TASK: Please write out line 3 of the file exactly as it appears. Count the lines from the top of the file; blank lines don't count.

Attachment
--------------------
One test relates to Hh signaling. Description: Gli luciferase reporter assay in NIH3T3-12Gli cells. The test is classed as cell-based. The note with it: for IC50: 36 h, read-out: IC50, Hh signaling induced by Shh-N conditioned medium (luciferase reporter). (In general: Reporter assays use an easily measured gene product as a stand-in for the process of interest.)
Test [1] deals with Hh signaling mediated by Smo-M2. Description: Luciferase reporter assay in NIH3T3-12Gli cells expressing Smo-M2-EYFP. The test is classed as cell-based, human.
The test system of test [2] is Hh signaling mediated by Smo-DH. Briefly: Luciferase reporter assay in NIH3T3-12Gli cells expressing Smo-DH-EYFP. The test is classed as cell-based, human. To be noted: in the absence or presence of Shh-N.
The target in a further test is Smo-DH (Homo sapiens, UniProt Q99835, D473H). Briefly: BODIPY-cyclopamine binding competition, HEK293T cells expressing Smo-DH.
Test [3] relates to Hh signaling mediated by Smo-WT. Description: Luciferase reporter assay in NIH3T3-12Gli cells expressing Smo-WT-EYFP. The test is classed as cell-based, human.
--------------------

The test system of test [2] is Hh signaling mediated by Smo-DH. Briefly: Luciferase reporter assay in NIH3T3-12Gli cells expressing Smo-DH-EYFP. The test is classed as cell-based, human. To be noted: in the absence or presence of Shh-N.